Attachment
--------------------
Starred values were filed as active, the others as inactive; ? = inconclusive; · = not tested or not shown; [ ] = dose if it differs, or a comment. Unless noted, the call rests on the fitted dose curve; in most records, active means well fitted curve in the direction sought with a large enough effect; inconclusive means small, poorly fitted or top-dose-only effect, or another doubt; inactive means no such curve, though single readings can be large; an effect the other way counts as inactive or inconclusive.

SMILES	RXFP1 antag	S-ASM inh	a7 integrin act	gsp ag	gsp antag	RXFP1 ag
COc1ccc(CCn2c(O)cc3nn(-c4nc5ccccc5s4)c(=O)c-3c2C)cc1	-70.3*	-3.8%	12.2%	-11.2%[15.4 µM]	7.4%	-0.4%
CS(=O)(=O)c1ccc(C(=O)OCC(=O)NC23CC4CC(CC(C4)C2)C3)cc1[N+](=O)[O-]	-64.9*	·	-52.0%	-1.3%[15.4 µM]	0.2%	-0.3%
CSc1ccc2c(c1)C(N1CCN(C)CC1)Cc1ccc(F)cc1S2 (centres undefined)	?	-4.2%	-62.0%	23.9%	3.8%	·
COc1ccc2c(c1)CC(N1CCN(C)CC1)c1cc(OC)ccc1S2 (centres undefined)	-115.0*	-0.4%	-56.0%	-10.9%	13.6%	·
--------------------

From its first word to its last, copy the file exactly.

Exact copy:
Starred values were filed as active, the others as inactive; ? = inconclusive; · = not tested or not shown; [ ] = dose if it differs, or a comment. Unless noted, the call rests on the fitted dose curve; in most records, active means well fitted curve in the direction sought with a large enough effect; inconclusive means small, poorly fitted or top-dose-only effect, or another doubt; inactive means no such curve, though single readings can be large; an effect the other way counts as inactive or inconclusive.

SMILES	RXFP1 antag	S-ASM inh	a7 integrin act	gsp ag	gsp antag	RXFP1 ag
COc1ccc(CCn2c(O)cc3nn(-c4nc5ccccc5s4)c(=O)c-3c2C)cc1	-70.3*	-3.8%	12.2%	-11.2%[15.4 µM]	7.4%	-0.4%
CS(=O)(=O)c1ccc(C(=O)OCC(=O)NC23CC4CC(CC(C4)C2)C3)cc1[N+](=O)[O-]	-64.9*	·	-52.0%	-1.3%[15.4 µM]	0.2%	-0.3%
CSc1ccc2c(c1)C(N1CCN(C)CC1)Cc1ccc(F)cc1S2 (centres undefined)	?	-4.2%	-62.0%	23.9%	3.8%	·
COc1ccc2c(c1)CC(N1CCN(C)CC1)c1cc(OC)ccc1S2 (centres undefined)	-115.0*	-0.4%	-56.0%	-10.9%	13.6%	·